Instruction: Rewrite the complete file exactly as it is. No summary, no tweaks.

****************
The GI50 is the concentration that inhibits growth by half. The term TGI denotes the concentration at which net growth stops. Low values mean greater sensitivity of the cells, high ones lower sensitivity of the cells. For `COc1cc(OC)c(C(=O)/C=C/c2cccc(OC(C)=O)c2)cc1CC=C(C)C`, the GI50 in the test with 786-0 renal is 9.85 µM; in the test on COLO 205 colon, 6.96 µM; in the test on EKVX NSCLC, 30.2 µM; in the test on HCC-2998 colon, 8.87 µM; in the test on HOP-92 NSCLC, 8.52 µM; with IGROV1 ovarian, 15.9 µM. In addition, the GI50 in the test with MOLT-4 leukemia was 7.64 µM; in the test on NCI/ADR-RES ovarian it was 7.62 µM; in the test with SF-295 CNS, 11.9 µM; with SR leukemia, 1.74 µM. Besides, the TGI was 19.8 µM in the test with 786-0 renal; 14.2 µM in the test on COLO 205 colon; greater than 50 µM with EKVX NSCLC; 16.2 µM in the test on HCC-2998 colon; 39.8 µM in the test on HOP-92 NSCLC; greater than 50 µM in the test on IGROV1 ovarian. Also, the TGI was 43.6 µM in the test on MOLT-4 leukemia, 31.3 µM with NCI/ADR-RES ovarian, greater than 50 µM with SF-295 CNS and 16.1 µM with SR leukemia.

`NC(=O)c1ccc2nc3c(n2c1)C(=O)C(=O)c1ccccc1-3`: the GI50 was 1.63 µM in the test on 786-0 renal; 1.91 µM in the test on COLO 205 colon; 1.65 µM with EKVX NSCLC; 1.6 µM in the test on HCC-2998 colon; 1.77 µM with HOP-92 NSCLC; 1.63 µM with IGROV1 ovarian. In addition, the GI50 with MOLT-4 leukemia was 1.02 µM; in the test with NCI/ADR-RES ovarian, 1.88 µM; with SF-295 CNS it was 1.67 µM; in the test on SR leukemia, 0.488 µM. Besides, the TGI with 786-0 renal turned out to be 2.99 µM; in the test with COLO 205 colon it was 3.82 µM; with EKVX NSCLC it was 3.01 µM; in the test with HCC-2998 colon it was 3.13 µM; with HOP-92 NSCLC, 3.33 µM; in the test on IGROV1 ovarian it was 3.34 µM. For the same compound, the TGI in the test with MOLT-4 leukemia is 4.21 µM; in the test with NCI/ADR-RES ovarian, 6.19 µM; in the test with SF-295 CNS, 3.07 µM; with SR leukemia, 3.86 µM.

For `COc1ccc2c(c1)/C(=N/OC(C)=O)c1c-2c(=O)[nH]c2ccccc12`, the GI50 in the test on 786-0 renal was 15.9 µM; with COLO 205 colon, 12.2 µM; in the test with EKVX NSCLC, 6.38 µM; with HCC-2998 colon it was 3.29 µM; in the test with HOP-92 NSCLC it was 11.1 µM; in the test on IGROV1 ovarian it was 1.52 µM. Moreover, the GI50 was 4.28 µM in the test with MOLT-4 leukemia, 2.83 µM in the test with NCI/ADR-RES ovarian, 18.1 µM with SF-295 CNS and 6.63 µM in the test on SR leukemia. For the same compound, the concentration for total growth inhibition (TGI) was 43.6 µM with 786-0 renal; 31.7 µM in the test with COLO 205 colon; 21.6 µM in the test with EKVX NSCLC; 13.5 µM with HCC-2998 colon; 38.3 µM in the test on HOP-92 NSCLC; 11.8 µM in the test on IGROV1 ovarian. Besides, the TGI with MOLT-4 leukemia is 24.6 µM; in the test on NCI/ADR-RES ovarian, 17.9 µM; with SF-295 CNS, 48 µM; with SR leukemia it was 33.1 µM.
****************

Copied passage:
The GI50 is the concentration that inhibits growth by half. The term TGI denotes the concentration at which net growth stops. Low values mean greater sensitivity of the cells, high ones lower sensitivity of the cells. For `COc1cc(OC)c(C(=O)/C=C/c2cccc(OC(C)=O)c2)cc1CC=C(C)C`, the GI50 in the test with 786-0 renal is 9.85 µM; in the test on COLO 205 colon, 6.96 µM; in the test on EKVX NSCLC, 30.2 µM; in the test on HCC-2998 colon, 8.87 µM; in the test on HOP-92 NSCLC, 8.52 µM; with IGROV1 ovarian, 15.9 µM. In addition, the GI50 in the test with MOLT-4 leukemia was 7.64 µM; in the test on NCI/ADR-RES ovarian it was 7.62 µM; in the test with SF-295 CNS, 11.9 µM; with SR leukemia, 1.74 µM. Besides, the TGI was 19.8 µM in the test with 786-0 renal; 14.2 µM in the test on COLO 205 colon; greater than 50 µM with EKVX NSCLC; 16.2 µM in the test on HCC-2998 colon; 39.8 µM in the test on HOP-92 NSCLC; greater than 50 µM in the test on IGROV1 ovarian. Also, the TGI was 43.6 µM in the test on MOLT-4 leukemia, 31.3 µM with NCI/ADR-RES ovarian, greater than 50 µM with SF-295 CNS and 16.1 µM with SR leukemia.

`NC(=O)c1ccc2nc3c(n2c1)C(=O)C(=O)c1ccccc1-3`: the GI50 was 1.63 µM in the test on 786-0 renal; 1.91 µM in the test on COLO 205 colon; 1.65 µM with EKVX NSCLC; 1.6 µM in the test on HCC-2998 colon; 1.77 µM with HOP-92 NSCLC; 1.63 µM with IGROV1 ovarian. In addition, the GI50 with MOLT-4 leukemia was 1.02 µM; in the test with NCI/ADR-RES ovarian, 1.88 µM; with SF-295 CNS it was 1.67 µM; in the test on SR leukemia, 0.488 µM. Besides, the TGI with 786-0 renal turned out to be 2.99 µM; in the test with COLO 205 colon it was 3.82 µM; with EKVX NSCLC it was 3.01 µM; in the test with HCC-2998 colon it was 3.13 µM; with HOP-92 NSCLC, 3.33 µM; in the test on IGROV1 ovarian it was 3.34 µM. For the same compound, the TGI in the test with MOLT-4 leukemia is 4.21 µM; in the test with NCI/ADR-RES ovarian, 6.19 µM; in the test with SF-295 CNS, 3.07 µM; with SR leukemia, 3.86 µM.

For `COc1ccc2c(c1)/C(=N/OC(C)=O)c1c-2c(=O)[nH]c2ccccc12`, the GI50 in the test on 786-0 renal was 15.9 µM; with COLO 205 colon, 12.2 µM; in the test with EKVX NSCLC, 6.38 µM; with HCC-2998 colon it was 3.29 µM; in the test with HOP-92 NSCLC it was 11.1 µM; in the test on IGROV1 ovarian it was 1.52 µM. Moreover, the GI50 was 4.28 µM in the test with MOLT-4 leukemia, 2.83 µM in the test with NCI/ADR-RES ovarian, 18.1 µM with SF-295 CNS and 6.63 µM in the test on SR leukemia. For the same compound, the concentration for total growth inhibition (TGI) was 43.6 µM with 786-0 renal; 31.7 µM in the test with COLO 205 colon; 21.6 µM in the test with EKVX NSCLC; 13.5 µM with HCC-2998 colon; 38.3 µM in the test on HOP-92 NSCLC; 11.8 µM in the test on IGROV1 ovarian. Besides, the TGI with MOLT-4 leukemia is 24.6 µM; in the test on NCI/ADR-RES ovarian, 17.9 µM; with SF-295 CNS, 48 µM; with SR leukemia it was 33.1 µM.